Flip that Classroom
There is no doubt about it, our school systems are under stress. There are many reasons for pessimism: Funding is tight, accountability is a major concern and the way information is accessed, stored, processed and recombined is all changing at an unprecedented speed. Teachers are expected to differentiate instruction by making appropriate adjustments for each learner in the class, classes are bigger, competition is stiffer and support systems appear to be thinner than ever before.
However, there is also cause for much optimism. Instead of revolution or reformation, substantial transformation is happening. Two of several initiatives causing a buzz in education circles are flipped classrooms and PLNs (personal learning networks).
Flipped classrooms are ones where the initial introduction to the material students will be expected to learn happens outside of the classroom. The sources of the original exposure vary greatly. They may be podcasts, fieldtrips, work and/or family experiences, sporting events, assigned readings or on-line lessons. This is followed by students physically attending class in order to collaborate, share, practice and work on developing a deep understanding and knowledge of the material that is consistent with the provincially mandated learner outcomes. The teacher assists, guides, encourages and gives feedback as needed.
Students are not expected to sit still, keep quiet and then work out any wrinkles in their learning by doing homework. They are invited to participate in their own learning, reflect on where they need assistance and share their skills and knowledge with their classmates.
With limited funds being available for professional development, and research indicating that one-off professional development sessions have limited value in the long run, more and more teachers are following Ghandi's advice to "be the change you want to see in the world". They are actively engaged in expanding their horizons by creating, culturing, and tailoring their learning to their own needs through the creation of personal learning networks. These networks centre on developing, nurturing and maintaining an interactive collaborative current community that kindles one's curiosity and feeds both the head and the heart.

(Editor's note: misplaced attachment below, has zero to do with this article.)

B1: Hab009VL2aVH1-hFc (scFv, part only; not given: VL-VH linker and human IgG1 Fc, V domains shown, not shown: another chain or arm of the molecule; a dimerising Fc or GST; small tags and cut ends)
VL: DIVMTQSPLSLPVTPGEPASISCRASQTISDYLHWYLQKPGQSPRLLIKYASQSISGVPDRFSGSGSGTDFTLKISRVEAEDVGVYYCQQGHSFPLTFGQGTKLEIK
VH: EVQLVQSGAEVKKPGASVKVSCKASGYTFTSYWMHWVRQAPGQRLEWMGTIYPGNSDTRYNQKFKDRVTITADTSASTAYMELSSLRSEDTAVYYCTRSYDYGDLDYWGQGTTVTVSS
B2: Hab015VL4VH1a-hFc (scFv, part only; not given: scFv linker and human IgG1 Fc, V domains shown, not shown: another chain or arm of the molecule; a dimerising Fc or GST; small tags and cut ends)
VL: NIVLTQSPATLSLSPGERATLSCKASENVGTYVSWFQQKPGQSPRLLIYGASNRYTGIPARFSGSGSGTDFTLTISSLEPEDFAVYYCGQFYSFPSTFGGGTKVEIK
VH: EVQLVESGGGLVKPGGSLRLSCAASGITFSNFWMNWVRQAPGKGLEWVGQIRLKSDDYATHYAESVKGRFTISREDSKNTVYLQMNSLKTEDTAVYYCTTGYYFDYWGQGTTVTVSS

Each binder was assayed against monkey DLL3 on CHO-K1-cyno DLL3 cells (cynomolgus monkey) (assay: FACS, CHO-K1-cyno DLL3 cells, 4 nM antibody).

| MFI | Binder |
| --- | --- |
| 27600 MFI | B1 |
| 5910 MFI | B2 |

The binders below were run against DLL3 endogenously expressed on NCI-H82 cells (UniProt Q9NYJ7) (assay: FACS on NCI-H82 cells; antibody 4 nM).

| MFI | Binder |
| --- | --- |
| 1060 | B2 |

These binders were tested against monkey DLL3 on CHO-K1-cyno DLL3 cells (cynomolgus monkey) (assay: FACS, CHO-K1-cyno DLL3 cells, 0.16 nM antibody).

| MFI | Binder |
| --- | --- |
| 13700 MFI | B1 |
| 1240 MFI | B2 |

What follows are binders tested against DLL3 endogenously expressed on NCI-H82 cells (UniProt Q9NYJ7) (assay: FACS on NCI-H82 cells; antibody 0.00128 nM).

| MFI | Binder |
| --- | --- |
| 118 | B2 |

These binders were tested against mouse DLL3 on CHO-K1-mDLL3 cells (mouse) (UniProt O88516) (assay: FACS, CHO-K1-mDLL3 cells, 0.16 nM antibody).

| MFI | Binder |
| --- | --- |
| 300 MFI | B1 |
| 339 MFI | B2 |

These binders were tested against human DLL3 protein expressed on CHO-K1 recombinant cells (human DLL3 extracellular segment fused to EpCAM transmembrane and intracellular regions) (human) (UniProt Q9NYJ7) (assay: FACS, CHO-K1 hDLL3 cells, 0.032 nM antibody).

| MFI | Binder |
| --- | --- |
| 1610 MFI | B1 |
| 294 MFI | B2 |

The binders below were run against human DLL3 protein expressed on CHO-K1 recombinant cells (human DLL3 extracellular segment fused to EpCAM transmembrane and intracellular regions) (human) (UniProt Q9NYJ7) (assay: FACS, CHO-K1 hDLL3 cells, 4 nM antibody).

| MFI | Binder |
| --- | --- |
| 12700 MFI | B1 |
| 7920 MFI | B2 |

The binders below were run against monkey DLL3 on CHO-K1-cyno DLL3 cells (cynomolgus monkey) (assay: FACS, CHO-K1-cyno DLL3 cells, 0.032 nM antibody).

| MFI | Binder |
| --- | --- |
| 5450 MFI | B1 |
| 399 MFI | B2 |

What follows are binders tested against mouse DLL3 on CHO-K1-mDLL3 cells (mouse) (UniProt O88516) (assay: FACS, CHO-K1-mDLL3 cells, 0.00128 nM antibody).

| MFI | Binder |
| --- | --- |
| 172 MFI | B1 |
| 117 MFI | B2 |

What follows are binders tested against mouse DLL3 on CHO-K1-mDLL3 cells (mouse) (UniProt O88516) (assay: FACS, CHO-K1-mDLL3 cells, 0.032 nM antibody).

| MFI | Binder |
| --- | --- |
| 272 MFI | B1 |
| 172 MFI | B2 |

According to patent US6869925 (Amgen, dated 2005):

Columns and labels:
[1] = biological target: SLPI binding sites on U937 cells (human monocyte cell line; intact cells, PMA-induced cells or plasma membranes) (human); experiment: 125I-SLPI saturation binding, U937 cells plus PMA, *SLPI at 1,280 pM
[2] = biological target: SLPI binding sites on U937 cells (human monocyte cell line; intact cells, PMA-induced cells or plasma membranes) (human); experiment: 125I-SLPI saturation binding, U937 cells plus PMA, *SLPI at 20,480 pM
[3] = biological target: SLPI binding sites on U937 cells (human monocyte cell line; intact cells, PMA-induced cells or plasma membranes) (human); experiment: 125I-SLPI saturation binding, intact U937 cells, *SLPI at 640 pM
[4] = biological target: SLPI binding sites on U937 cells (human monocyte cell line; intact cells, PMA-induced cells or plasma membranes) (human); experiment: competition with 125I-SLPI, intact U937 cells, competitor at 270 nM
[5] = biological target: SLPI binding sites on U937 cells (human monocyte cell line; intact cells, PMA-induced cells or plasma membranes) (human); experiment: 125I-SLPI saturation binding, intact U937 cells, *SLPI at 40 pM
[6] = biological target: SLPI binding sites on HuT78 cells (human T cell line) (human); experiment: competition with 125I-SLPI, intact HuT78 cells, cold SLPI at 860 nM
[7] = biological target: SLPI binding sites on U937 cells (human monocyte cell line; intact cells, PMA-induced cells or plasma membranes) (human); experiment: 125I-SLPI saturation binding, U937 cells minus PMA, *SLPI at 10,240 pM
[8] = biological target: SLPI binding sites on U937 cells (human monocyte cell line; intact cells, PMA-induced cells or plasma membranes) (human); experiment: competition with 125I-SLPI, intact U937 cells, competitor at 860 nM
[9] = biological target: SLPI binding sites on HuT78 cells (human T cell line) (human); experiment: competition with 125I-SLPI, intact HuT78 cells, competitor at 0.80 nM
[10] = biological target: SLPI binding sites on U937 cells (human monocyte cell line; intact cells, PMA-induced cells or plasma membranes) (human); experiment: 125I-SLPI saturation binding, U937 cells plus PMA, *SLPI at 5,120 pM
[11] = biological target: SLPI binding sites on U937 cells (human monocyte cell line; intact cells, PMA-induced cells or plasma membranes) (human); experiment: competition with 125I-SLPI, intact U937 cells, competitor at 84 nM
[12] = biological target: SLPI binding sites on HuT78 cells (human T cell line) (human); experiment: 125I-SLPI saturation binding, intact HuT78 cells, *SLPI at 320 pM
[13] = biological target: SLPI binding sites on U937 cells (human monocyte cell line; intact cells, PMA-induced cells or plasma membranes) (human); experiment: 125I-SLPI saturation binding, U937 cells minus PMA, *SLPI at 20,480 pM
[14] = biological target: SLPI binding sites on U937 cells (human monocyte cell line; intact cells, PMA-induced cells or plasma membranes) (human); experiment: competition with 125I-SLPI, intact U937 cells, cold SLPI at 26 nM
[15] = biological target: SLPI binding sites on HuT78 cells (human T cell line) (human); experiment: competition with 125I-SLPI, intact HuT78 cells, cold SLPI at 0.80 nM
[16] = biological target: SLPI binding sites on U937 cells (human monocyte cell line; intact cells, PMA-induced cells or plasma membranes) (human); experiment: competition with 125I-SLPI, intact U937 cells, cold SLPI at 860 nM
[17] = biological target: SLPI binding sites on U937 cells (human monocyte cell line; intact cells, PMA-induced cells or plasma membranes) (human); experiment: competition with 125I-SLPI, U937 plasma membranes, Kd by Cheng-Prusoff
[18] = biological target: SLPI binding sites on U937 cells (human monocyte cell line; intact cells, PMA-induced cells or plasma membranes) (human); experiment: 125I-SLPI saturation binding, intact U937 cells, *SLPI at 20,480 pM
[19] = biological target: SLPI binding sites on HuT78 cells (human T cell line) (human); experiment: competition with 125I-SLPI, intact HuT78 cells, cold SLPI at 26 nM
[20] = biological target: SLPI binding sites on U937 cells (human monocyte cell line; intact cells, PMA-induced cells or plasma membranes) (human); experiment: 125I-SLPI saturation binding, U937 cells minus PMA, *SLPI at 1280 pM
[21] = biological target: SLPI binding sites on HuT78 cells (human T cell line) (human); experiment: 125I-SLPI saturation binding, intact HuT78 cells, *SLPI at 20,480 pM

Websites, webinars, blogs, blog comments, tweets, phone calls, informal gatherings, reading, discussions, YouTube tutorials – the opportunity to learn anytime, anywhere and with anyone is the reward of developing a personal learning network.
A shift is happening and it's not one that is, or can be, mandated by schools. The fundamental change is that learners, regardless of age, are becoming more involved and making more personal choices about their own learning. "What can you do?" is morphing into, "What can you and your network do?" The traditional 3Rs are being joined by 3Cs - connection, content, and collaboration.
*Photo by Kieran Oudshoorn